Detroit 1943

Detroit had a race riot in June 1943, during World War II. Failure to address the causes of that riot led directly to the much worse riots of July 1967. A similar opportunity to address racism and injustice may be being squandered today. A major part of the reason is the Black Lives Matter movement seems more interested in intimidation and screaming in anger than they are about getting anything done.

Black lives matter. There! I said it! That was easy enough. Yes, I believe all lives matter, and Black lives matter, too. The reason that seems like a radical statement is because, for a long time in this country, it seemed like Black lives didn’t matter.

You’ll notice I said Black lives matter with mostly lower case letters. This should be a statement of undeniable fact. I didn’t say Black Lives Matter with capital letters, as in the movement or organization.

The death of George Floyd at the hands of Minneapolis, Minn. police officers in May outraged Americans, including many in law enforcement. We have a golden opportunity in this country to truly address centuries of racism and oppression. Unfortunately, there is a real danger this opportunity will be squandered. A part of the reason for this is Black Lives Matter seems more interested in intimidating and yelling and screaming in anger than actually getting anything done.

The movement is also becoming a club to wield over others who aren’t “woke” enough. No criticism of the movement is to be tolerated. Critics must be destroyed.

Consider the following:

Activist Tamika Mallory declared she didn’t care if Target and Auto Zone stores were burned down because those companies should be protesting for social justice. She also said white people have no business complaining about looters because they are the real looters; they’ve looted Black and Native American lives.

On June 26 in Washington, D.C., Black Lives Matter activists swarmed into a Target store and chanted they would shut the place down if they ever called the police on someone. They said the store cared more about money than the community.

On July 5, Jessica Whitaker, 24, was shot to death after she, her fiancée, and others got into an argument with a group of blacks in Indianapolis, Ind. When they said, “Black lives matter!” she replied “All lives matter!” Her Facebook page was filled with messages saying she was a racist and got what she deserved for saying that.

On July 11, two McAllen, Texas police officers were shot and killed while answering a domestic violence call. One of them left behind a 12-year-old daughter, who paid tribute to him on Twitter. She was attacked by other Twitter users when she used the hashtag #bluelivesmatter. One of the nicer comments said being a police officer is a choice and blue people don’t exist.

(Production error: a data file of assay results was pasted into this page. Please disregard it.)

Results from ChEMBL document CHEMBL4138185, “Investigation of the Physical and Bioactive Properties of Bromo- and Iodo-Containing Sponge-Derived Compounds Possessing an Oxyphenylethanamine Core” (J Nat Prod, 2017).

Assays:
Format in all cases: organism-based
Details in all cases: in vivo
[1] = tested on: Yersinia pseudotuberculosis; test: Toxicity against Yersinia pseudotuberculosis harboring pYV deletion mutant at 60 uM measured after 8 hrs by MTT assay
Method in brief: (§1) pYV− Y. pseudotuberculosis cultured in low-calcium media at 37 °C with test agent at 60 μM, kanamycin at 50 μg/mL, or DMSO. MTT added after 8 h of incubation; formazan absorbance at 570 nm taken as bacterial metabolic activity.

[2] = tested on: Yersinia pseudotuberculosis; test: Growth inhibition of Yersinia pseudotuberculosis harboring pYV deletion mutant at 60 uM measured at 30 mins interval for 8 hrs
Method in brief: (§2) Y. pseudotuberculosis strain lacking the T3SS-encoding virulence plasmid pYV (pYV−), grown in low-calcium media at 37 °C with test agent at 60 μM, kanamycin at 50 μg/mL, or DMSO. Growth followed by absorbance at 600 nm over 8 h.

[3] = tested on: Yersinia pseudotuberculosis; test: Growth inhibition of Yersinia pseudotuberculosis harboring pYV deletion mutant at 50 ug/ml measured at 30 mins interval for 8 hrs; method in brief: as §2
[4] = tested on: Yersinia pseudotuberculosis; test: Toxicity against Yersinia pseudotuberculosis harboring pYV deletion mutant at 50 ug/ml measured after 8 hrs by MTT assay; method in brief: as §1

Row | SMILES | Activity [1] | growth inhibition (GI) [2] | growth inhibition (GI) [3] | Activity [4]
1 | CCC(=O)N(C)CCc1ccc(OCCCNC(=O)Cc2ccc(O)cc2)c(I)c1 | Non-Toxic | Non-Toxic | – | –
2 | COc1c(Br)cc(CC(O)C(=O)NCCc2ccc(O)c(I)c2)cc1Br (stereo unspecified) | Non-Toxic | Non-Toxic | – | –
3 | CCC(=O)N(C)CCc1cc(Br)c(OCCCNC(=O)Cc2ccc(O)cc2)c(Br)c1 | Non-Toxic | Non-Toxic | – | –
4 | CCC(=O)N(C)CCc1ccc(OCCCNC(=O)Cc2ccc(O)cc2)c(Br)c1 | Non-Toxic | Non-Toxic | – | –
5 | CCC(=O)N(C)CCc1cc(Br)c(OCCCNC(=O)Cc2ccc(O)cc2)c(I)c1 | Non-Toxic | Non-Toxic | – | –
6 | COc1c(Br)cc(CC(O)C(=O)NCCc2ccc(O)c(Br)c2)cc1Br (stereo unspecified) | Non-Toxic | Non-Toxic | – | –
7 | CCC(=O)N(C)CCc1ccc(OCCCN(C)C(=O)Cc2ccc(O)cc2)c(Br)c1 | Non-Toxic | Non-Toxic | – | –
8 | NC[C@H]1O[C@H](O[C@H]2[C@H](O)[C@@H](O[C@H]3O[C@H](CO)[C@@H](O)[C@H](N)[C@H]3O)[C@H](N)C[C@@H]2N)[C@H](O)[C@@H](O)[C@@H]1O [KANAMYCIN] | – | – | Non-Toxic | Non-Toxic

There are other examples out there.

Seriously, what has Black Lives Matter done to try to improve relations between the black community and the police? I’ll be the first to admit the relations between Black Americans and law enforcement have been horrendous. It started with slave patrols in the 1700s. After the Civil War, black men in the South were subjected to being arrested on trumped-up charges, having impossibly high bails set, and then had their labor sold to the highest bidder, with funds going to the county that held him. Policing for profit is nothing new.

In the 20th Century, the Ku Klux Klan infiltrated many law enforcement agencies. In the 1960s, racist cultures in police departments led to the riots in Harlem, Watts, Newark and Detroit.

Still, many law enforcement agencies have recently shown a willingness to change. Black Lives Matter has all but thrown this willingness back in their faces. They seem more interested in abolishing the police than anything else.

While we’re at it, what has Black Lives Matter done to encourage business to invest in the Black community and bring jobs and services? Again, they appear to be more interested in griping and intimidating than anything else.

Perhaps the problem is so many activists are letting anger and hatred get the better of them.

I keep hearing that, as a white person, I shouldn’t be selectively quoting Rev. Dr. Martin Luther King Jr. At the risk of being called a racist, I will point out that no man in America was more hated in his lifetime than he was. He was an angry man. He couldn’t have done what he did if he weren’t. Yet, he channeled his anger. He also refused to hate his opponents. He was a Christian pastor, and he knew that only love could defeat hate. He channeled his anger, and he tempered it with Christian love. As a result, he moved mountains. He also changed many human hearts and minds, the hardest things in the world to change.

Anger is a powerful emotion. It’s like gasoline. If it isn’t channeled, it explodes and destroys everything around it. If channeled, however, it can make a car go forward.

Did you know Detroit has a major race riot in 1943? The causes, racism and injustice, were obvious. In the immediate years afterward, Detroit had a chance to address the causes and create a more equitable and just city. Sadly, they squandered the opportunity. Detroit’s white leadership seemed to blame the black residents for the riot. Under Mayor Al Cobo in the 1950s, the city’s leaders seemed to want to make life difficult for the black residents.

The result was the terrible riots of July 1967 that were far worse than what happened in 1943.

If this current opportunity to address racism and injustice is squandered, we will deserve what happens to us.


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